Writer in Residence ยท 08/14/2011

Bundling

June 1740, Northampton, Massachusetts.

This is an excerpt from a novel, SPIDER IN A TREE. Saul and Leah are enslaved in the household of eighteenth century theologian Jonathan Edwards.

Saul and Leah started bundling. They didn’t do it openly, in the manner of some English families, with the visiting suitor and the daughter of the house sewn with only their heads free into cambric sleeping sacks by the young woman’s mother, indulgence and watchfulness tightening every stitch. Saul and Leah were not visitors, and they were not under the care and protection of their parents. No matter what was said about ethical slavery among the sentimental, an owner was neither mother nor father.

Leah and Saul practiced bundling alone and in secret.

One night when it was very late and the main house was dark, Leah climbed the ladder to Saul’s loft. Should they be caught, it might have been easier to explain why Saul was downstairs rather than why Leah was up, but she chose when to join him, so it was she who climbed. Also, she wanted that, wanted to feel her nightshirt brush against the wood as she used the strength in her arms to balance out her weak leg. She liked that she had to make a physical effort to bring herself to him. She knew that he understood the worth of that kind of work, even when it was only a woman with a stiff leg climbing a ladder. He saw the gift in it.

He didn’t hide the bundling board, but kept it in a stack with other wood against the wall in one corner of the loft. When he heard her coming, he lifted it from the stack and slid it into place on his mattress stuffed with straw. It was a clean board cut from one of the trees so big that by law they were to be saved for the use of the King of England, but the King was very far from the Hampshire County woods, and so pantries and back rooms of buildings up and down the valley were built from wide planks. The bundling board was wide but also thick, so that it would rest solidly on the mattress. Saul pulled the blanket over the board and lay still beside it for the time it took Leah to make her way over the top of the ladder. Bent beneath the low rafters, she eased under the blanket on the other side of the board.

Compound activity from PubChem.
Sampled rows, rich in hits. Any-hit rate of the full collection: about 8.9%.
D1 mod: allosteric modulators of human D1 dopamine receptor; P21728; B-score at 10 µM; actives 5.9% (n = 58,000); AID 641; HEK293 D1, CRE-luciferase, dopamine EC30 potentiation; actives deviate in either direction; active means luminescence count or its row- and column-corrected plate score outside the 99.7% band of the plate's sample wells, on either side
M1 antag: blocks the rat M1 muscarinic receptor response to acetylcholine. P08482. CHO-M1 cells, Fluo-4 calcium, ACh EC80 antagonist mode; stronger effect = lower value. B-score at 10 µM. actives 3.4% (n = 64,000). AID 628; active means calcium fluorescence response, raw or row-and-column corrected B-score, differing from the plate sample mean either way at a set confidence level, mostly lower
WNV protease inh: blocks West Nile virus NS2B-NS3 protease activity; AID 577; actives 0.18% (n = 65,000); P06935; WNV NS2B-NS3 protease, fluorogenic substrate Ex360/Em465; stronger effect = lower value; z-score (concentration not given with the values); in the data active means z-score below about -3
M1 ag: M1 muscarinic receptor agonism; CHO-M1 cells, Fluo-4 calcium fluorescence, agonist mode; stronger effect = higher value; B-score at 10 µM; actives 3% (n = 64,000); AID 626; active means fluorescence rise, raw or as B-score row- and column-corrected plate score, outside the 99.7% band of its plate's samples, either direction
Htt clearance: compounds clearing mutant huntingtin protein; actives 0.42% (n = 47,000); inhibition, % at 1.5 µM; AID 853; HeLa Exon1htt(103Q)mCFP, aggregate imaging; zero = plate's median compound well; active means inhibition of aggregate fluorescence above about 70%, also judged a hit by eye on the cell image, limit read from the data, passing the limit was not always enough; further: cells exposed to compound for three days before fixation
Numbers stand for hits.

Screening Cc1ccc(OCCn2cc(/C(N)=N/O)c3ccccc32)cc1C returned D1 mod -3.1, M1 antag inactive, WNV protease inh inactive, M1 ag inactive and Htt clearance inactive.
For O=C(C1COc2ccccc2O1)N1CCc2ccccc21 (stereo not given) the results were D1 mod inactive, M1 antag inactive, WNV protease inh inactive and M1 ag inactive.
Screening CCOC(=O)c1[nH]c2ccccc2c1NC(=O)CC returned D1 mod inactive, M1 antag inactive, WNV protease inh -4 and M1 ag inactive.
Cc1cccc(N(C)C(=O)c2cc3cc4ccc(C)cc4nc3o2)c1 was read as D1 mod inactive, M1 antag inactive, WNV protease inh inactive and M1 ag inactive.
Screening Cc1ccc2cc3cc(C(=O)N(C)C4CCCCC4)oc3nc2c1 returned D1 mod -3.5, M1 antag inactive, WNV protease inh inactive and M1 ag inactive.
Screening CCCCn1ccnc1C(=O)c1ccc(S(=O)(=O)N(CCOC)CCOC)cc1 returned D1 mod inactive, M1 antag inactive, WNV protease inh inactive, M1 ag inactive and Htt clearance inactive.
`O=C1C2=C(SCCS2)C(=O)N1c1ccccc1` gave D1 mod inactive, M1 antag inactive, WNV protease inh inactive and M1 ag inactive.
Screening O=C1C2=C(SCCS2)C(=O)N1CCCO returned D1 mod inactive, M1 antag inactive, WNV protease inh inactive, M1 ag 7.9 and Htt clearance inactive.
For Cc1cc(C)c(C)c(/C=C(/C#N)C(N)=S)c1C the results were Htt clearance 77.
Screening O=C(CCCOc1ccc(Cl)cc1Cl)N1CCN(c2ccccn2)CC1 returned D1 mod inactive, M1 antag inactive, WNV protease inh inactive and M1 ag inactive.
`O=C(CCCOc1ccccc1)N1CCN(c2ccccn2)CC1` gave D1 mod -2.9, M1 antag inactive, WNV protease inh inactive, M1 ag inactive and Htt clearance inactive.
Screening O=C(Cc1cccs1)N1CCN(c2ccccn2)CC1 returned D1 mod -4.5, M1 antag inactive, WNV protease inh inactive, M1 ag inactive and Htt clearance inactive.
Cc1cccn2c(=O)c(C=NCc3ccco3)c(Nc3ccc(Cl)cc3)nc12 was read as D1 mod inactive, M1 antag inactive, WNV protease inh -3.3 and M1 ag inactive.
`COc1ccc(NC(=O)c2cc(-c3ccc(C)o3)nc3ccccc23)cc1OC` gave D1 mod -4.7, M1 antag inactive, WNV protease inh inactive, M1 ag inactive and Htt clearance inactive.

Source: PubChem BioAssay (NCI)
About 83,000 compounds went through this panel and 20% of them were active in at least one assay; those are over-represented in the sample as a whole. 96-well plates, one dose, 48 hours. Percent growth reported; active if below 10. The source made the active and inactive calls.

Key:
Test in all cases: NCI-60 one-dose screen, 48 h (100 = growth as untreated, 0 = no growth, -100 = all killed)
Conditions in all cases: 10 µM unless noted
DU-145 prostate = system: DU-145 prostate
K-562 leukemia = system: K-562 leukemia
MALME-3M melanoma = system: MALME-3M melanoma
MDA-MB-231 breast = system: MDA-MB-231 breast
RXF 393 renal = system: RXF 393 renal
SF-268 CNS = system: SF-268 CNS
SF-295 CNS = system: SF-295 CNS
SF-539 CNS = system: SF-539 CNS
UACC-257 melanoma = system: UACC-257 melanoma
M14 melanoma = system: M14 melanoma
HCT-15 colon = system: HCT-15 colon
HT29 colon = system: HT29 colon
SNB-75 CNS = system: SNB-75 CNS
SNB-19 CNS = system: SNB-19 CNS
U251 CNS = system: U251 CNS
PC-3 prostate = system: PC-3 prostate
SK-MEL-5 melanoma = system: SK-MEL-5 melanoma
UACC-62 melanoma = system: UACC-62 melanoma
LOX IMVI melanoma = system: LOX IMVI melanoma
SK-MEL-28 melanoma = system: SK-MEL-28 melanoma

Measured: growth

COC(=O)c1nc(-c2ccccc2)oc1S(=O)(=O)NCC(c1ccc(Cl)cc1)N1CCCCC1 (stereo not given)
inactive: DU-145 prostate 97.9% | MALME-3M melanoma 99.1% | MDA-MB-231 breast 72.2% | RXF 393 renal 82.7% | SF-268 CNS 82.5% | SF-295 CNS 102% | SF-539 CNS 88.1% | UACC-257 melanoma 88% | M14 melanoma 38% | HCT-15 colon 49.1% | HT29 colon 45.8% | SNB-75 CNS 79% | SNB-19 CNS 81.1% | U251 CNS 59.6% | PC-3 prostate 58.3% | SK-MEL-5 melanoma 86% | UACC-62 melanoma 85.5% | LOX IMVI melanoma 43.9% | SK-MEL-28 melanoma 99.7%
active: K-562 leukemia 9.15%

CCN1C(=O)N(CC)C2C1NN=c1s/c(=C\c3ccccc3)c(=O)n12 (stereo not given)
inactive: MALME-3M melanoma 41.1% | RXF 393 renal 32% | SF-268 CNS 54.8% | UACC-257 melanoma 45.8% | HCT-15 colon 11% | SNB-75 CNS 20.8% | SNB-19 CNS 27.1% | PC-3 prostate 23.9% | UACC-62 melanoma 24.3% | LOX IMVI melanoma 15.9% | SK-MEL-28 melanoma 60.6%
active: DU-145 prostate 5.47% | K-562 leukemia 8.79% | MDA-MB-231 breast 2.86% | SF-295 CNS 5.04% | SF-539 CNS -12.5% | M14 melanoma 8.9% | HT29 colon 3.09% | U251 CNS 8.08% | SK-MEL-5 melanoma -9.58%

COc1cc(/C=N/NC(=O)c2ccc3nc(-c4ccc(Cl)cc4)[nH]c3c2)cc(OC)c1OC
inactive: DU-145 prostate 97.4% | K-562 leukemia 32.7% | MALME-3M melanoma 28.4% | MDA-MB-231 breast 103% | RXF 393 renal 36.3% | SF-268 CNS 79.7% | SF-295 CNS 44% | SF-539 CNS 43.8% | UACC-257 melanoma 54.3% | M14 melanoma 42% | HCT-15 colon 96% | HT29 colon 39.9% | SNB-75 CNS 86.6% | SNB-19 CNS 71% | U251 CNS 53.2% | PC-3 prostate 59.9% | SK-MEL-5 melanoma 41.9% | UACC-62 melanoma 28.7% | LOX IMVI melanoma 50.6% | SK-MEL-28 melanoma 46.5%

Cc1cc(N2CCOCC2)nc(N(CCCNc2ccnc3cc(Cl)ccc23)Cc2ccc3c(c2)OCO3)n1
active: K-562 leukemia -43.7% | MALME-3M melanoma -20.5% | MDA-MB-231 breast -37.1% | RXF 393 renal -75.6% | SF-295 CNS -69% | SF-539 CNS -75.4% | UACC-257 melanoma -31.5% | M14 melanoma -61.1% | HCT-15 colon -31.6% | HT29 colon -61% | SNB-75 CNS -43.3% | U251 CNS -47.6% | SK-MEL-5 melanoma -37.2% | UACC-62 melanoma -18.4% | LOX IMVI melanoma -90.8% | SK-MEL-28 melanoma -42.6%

Saul had his mattress lined up east to west so as not to sleep crossways with the world. They turned their faces to each other, the rough cut end of the bundling board just under their chins, smoothed and muffled by the blanket. She greeted him formally, saying his name. He greeted her, too. His hands were open on his own thighs, and his eyes gathered everything they could from the nearness of her face in the fingers of light from gaps between the slats of the wall.

Pressing against the board between them, they breathed together, lips not touching at first, but then the breath opened their mouths. The sound of breath passing from one to another was like a wind troubling the woods. Air blew out the edges of their lips and the corners of their mouths, and pulled back in again to keep the two of them caught and resting in the same lung-married, life-bound, board-edged rhythm until they dizzied and had to gulp separate air.

Leah had chosen this, first hinted and then flat-out asked for it not long after it became clear to her that, because of her knee, she had become slow to dance. She swam, still, with strength and pleasure, but stroking hard through a traveling river did not bring her any closer to touching Saul. Now, she pulled her arms inside her nightshirt, and, shielded by the linen, pressed her palms hard against the board. Her breasts pressed, too, against the backs of her hands. She had wanted the restraint (and so he had agreed to it), wanted this covert custom of the culture that was claiming her, wanted to be righteous and also to know her desire, wanted no children, ever, to be born in shame. She felt that there was virtue and protection in staying on the other side of the board.

Oh, she could smell him. She could eat his breath. She looked at him above the edge of the board, which he was against, too. She could make out the shape of his arm, the textures of his face. She kept breathing back at him, her breath in his throat, his in hers.

Her hands were in fists against the board. Their feet met beneath it. His toe found a hole in her stocking, small opening of skin on skin. There was a catch in her breath.

Like a board nailed behind the pulpit by a skillful builder, the one tilting between them on the mattress amplified everything so that each one’s breath and hushed voice echoed deep in the other. She wanted him wildly. He was desire, was love, was distance, so perilously close to grace. He forgot the distinction between wanting and getting, forgot everything except the dissipation of one more amplified breath.

They never crossed the board, but kissed and whispered until they felt approached by morning.

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Susan Stinson is the author of novels Venus of Chalk, Martha Moody, Fat Girl Dances With Rocks and a collection of poetry and lyric essays, Belly Songs. In 2011, she was awarded the Outstanding Mid-Career Novelist Prize from the Lambda Literary Foundation. Her work appears in anthologies from Ballantine Books, Scholastic Books and NYU Press, and in many periodicals, including Kenyon Review, Seneca Review,and Early American Studies. She is Writer in Residence at Forbes Library in Northampton, MA. Her website is http://www.susanstinson.net/ Video of Stinson reading from Spider in a Tree can be found on the website of the Jonathan Edwards Center at Yale.

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posted by Brian Kiteley